The foundation's function is to engage in economic development activities, including accepting donations, providing hospitality for potential prospects, sponsoring events, as well as engaging consultants and independent contractors.

The foundation's sole source of revenue will be private donations. It will try to utilize Charlotte County vendors if at all possible. "Why our money?" is always the first question. Because tax dollars can't be used to pay for many of the items needed to successfully show or present what we have to offer potential businesses or companies. Other communities offer opportunities for potential businesses to visit and assess their areas with similar, non-tax funded programs. Charlotte County cannot be competitive without the funding.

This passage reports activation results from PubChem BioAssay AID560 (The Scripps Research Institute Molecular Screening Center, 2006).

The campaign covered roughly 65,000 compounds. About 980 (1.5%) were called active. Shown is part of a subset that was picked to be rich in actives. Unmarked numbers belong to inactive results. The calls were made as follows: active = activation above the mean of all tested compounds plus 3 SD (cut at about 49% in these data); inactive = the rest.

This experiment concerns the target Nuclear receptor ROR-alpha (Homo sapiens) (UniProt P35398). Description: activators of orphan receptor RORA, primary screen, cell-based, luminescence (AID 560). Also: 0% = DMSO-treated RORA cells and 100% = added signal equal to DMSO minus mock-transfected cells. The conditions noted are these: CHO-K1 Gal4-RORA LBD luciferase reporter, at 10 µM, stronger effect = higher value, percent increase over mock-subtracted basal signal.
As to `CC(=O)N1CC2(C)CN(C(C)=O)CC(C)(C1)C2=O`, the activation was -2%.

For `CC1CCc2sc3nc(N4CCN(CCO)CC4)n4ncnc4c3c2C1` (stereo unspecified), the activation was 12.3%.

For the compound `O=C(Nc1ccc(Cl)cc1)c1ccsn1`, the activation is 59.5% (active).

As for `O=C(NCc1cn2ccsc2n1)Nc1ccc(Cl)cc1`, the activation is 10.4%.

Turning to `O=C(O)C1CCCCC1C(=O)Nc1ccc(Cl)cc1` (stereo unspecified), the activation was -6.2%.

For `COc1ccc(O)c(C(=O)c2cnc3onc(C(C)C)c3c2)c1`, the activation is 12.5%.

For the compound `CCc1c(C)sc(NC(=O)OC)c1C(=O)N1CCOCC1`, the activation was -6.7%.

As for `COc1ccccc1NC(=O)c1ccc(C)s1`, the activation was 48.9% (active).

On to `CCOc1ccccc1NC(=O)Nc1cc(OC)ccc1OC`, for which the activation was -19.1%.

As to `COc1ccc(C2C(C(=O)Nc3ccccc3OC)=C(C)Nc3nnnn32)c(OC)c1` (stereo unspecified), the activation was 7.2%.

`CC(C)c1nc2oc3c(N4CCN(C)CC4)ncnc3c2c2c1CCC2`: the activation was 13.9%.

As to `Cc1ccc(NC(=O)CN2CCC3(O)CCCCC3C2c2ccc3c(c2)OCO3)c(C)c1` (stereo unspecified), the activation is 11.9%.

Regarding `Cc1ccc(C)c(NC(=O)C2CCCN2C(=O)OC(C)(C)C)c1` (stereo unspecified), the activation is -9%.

How much money?” usually follows. The operating budget for 2002 is tentatively set at $14,000 and grows to $20.600 by 2004, according to documents filed with the Internal Revenue Service. The foundation hopes to meet those goals by setting two contributor levels, one, a business or individual level at $250 and the other a corporate level at $1,000. Of course, no donation will he refused, and the benefits to the contributors are still in discussion.

One item being considered is an Internet link to contributor's web sites on the Enterprise Charlotte Web page for the corporate level. There will be an annual function to recognize those who contributed and to encourage others to support the community.